How to Crochet Alpine Stitch

Alpine stitch

 The Spruce / Mollie Johanson 

Add a new crochet stitch to your repertoire with the alpine stitch. It's easy to learn, but it creates a unique texture that you'd never guess is so simple to work. If you know single and double crochet, you can do this stitch. Alpine stitch is great for blankets, accessories, and garments. It would also be a great texture for a pillow. 

The secret to making the twisted points of the alpine stitch is front post stitches. These are just like making regular crochet stitches, but they go around previous stitches instead of through the tops of the stitches. Even if you've never done this type of stitch before, you'll learn how in this tutorial.

You can use any yarn weight with a corresponding-size hook for this. Be sure to do a swatch to see how the yarn twists and shows the pattern.

Sample of Alpine Crochet Stitch
 The Spruce / Mollie Johanson 

What You'll Need

Equipment / Tools

  • Crochet hook

Materials

  • Yarn

Instructions

  1. Rows 1-3: Setting Up Alpine Stitch

    Start With a Base of Single and Double Crochet
     The Spruce / Mollie Johanson 

    Start alpine stitch with any even number of stitches. 

    You can begin with a starting chain of chain stitches, then work the first row, or work the first row as foundation single crochet stitches. The sample starts with FSC so it lays flat.

    Row 1: chain 1, single crochet in every stitch, turn.

    Tip

    Turning chains count as a stitch on every row so you should always skip the first stitch of the row.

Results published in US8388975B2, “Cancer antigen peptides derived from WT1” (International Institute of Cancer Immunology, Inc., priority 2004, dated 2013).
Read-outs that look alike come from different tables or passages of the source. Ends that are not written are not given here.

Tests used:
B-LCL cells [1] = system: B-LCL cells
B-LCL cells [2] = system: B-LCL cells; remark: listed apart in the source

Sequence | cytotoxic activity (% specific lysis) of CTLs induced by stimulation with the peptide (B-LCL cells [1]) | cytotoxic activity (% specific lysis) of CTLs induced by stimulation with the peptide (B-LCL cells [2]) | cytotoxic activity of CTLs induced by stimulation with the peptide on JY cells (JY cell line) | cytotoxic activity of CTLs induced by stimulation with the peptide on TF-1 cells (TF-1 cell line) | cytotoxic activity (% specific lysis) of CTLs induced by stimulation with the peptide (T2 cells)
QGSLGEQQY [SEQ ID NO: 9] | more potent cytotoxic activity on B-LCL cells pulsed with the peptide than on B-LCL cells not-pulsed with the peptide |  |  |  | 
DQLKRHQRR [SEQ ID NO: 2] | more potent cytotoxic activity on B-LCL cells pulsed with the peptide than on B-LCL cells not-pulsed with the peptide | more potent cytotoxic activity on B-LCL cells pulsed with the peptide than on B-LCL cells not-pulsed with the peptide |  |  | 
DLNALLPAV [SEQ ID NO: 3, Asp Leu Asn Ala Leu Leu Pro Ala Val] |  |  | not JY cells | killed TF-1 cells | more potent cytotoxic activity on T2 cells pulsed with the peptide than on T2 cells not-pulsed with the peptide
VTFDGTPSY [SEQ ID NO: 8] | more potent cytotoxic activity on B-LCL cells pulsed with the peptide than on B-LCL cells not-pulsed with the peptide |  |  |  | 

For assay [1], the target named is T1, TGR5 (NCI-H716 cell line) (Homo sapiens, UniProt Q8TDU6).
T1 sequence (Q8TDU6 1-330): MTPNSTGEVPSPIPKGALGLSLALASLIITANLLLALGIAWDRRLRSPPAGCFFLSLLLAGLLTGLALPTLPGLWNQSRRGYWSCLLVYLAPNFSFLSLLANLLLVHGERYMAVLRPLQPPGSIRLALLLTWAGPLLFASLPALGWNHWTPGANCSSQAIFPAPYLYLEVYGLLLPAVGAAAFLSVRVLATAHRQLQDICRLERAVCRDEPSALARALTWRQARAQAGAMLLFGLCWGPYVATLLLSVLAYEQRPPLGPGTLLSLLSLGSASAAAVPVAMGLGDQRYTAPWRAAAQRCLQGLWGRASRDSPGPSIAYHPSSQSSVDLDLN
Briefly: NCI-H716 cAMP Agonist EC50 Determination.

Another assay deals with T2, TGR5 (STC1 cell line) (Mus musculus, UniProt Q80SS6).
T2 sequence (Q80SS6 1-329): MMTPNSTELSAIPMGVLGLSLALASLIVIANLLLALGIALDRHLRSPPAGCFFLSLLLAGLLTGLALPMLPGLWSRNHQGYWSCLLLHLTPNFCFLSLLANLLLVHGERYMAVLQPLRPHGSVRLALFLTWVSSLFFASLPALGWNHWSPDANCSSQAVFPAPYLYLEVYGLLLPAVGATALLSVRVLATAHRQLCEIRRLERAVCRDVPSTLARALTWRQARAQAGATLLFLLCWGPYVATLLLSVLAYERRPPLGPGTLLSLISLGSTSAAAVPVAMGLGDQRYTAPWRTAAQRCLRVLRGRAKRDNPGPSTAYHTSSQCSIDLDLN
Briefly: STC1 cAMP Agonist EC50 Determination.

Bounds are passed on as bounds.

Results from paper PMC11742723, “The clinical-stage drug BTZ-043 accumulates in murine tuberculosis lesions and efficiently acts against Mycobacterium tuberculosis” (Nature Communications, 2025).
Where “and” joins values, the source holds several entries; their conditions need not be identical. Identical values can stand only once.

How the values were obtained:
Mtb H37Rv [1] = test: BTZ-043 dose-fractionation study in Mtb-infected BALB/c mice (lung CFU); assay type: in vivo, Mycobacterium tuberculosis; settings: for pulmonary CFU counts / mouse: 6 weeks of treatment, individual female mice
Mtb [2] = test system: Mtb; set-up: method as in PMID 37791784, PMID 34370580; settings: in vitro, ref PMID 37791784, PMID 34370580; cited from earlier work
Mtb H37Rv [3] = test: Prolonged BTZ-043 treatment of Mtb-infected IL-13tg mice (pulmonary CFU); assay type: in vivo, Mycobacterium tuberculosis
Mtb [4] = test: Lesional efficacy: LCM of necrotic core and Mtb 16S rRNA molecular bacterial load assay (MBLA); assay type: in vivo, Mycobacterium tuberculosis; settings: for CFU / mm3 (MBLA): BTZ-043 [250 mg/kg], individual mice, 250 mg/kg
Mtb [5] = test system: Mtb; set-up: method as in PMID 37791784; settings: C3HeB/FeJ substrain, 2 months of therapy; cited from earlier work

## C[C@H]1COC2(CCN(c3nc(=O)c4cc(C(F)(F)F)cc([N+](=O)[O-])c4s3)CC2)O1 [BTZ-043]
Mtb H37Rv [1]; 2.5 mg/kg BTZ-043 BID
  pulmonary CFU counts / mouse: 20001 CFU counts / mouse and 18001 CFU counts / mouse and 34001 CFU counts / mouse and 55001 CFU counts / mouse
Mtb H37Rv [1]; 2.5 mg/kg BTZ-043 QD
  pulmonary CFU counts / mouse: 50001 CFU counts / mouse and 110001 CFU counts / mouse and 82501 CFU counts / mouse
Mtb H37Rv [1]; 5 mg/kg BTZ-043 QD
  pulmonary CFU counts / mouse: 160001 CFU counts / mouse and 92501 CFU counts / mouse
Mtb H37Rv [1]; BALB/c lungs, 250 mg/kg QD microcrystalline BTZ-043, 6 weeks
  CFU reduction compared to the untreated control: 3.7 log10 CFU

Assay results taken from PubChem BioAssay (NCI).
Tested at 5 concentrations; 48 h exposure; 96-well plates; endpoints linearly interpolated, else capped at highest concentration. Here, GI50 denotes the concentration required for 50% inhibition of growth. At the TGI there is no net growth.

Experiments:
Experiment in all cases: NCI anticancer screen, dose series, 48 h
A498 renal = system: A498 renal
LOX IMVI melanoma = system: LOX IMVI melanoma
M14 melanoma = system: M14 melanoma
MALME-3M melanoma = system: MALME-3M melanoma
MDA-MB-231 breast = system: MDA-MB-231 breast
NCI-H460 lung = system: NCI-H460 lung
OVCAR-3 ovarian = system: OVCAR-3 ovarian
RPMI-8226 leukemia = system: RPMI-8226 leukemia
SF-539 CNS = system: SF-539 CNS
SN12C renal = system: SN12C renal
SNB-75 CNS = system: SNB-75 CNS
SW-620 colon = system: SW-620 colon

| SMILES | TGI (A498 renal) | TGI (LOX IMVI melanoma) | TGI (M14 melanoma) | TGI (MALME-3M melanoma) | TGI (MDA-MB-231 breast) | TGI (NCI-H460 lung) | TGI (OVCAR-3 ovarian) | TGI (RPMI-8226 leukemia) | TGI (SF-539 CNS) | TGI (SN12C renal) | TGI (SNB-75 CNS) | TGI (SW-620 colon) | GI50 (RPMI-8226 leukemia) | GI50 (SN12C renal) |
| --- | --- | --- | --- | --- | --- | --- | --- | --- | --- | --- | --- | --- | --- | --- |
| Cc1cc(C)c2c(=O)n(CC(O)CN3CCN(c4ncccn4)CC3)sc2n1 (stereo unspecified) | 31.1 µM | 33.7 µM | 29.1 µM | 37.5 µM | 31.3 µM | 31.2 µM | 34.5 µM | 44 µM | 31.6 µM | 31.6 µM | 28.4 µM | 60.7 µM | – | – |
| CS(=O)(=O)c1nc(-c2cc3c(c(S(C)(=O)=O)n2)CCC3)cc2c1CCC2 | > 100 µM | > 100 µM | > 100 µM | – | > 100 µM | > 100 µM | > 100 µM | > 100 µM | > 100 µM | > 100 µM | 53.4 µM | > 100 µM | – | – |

Row 2: chain 2, double crochet in every stitch, turn.

    Row 3: chain 1, single crochet in every stitch, turn.

  2. Row 4: Working Front Post Double Crochets

    Work a Front Post Double Crochet
     The Spruce / Mollie Johanson 

    Now you can complete the front post double crochet like a standard double crochet stitch.

    Yarn over and draw up a loop, bring the loop up to the same height as the turning chain. This keeps the stitches all the correct height.

    Yarn over and draw the hook through two loops, then yarn over and draw through the remaining loops. 

    That's one front post double crochet completed. 

  3. Row 4: Keeping Stitches the Correct Height

    Alpine stitch
     The Spruce / Mollie Johanson 

    Now you can complete the front post double crochet like a standard double crochet stitch.

    Yarn over and draw up a loop, bring the loop up to the same height as the turning chain. This keeps the stitches all the correct height.

    Yarn over and draw the hook through two loops, then yarn over and draw through the remaining loops. 

    That's one front post double crochet completed. 

  4. Rows 4-5: The First Half of Alpine Stitch

    One Pattern Row of Alpine Stitch Crochet
     The Spruce / Mollie Johanson 

    Every time you work a row with front post double crochets, you will work them on the previous row of double crochets.

    Row 4: chain 2, *front post double crochet, double crochet, repeat from * to the last two stitches, double crochet 2, turn.

    Tip

    When you work the regular double crochets, check to be sure you've skipped the loops from the previous stitch where the front post double crochet is.

    Row 5: chain 1, single crochet in every stitch, turn.

  5. Rows 6-7: The Second Half of Alpine Stitch

    Work the Next Alpine Stitch Pattern Row
     The Spruce / Mollie Johanson 

    The next two rows are almost the same as the previous two, but here you work the front post double crochet stitches in the standard double crochets from row four. This creates the alternating pattern of alpine stitch.

    Row 6: chain 2, *double crochet, front post double crochet, repeat from * to the last stitch, double crochet, turn.

    Row 7: chain 1, single crochet in every stitch, turn.

Using Alpine Stitch

Alpine Stitch Crochet Sample
 The Spruce / Mollie Johanson 

Repeat rows 4–7 to continue the pattern. Ending on a single crochet row creates a nice top edge that matches the bottom, but you could end with a double crochet row. 

The sides of this stitch should look even with a double crochet at each end. You could also add a border to make all the edges look the same. As you get used to this stitch pattern, you'll be able to easily spot which stitch to work where.